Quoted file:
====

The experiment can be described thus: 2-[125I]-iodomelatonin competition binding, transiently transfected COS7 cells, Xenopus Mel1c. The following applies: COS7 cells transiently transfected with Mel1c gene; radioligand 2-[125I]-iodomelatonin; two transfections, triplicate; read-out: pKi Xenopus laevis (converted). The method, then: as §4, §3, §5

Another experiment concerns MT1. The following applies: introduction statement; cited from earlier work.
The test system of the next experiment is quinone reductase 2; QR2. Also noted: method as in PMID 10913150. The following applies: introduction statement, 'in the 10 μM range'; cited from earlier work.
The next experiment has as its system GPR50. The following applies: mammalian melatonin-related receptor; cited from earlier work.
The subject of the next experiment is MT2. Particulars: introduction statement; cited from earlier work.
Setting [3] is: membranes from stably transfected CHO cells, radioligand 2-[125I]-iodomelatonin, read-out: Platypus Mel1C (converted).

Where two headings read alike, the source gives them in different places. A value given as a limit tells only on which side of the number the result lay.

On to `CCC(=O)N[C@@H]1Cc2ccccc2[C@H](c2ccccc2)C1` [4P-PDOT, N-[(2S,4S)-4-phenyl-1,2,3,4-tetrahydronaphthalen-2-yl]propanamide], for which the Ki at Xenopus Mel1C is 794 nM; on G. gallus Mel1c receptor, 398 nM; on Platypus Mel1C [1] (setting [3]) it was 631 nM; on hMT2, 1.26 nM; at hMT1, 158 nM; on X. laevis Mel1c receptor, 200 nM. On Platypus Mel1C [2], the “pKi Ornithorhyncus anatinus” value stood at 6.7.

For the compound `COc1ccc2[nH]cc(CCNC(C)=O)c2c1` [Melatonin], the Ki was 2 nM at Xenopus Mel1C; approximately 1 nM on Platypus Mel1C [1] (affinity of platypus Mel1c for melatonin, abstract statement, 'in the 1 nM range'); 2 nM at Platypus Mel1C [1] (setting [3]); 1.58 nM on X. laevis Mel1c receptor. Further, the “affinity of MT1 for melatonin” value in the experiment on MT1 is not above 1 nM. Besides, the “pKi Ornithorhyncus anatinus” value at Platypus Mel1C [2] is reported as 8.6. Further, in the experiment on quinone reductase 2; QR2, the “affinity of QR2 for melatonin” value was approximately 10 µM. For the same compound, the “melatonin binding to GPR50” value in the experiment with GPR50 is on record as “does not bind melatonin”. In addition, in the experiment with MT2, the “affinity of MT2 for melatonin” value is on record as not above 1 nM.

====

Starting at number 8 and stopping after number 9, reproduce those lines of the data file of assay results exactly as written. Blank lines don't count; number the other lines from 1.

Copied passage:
On to `CCC(=O)N[C@@H]1Cc2ccccc2[C@H](c2ccccc2)C1` [4P-PDOT, N-[(2S,4S)-4-phenyl-1,2,3,4-tetrahydronaphthalen-2-yl]propanamide], for which the Ki at Xenopus Mel1C is 794 nM; on G. gallus Mel1c receptor, 398 nM; on Platypus Mel1C [1] (setting [3]) it was 631 nM; on hMT2, 1.26 nM; at hMT1, 158 nM; on X. laevis Mel1c receptor, 200 nM. On Platypus Mel1C [2], the “pKi Ornithorhyncus anatinus” value stood at 6.7.

For the compound `COc1ccc2[nH]cc(CCNC(C)=O)c2c1` [Melatonin], the Ki was 2 nM at Xenopus Mel1C; approximately 1 nM on Platypus Mel1C [1] (affinity of platypus Mel1c for melatonin, abstract statement, 'in the 1 nM range'); 2 nM at Platypus Mel1C [1] (setting [3]); 1.58 nM on X. laevis Mel1c receptor. Further, the “affinity of MT1 for melatonin” value in the experiment on MT1 is not above 1 nM. Besides, the “pKi Ornithorhyncus anatinus” value at Platypus Mel1C [2] is reported as 8.6. Further, in the experiment on quinone reductase 2; QR2, the “affinity of QR2 for melatonin” value was approximately 10 µM. For the same compound, the “melatonin binding to GPR50” value in the experiment with GPR50 is on record as “does not bind melatonin”. In addition, in the experiment with MT2, the “affinity of MT2 for melatonin” value is on record as not above 1 nM.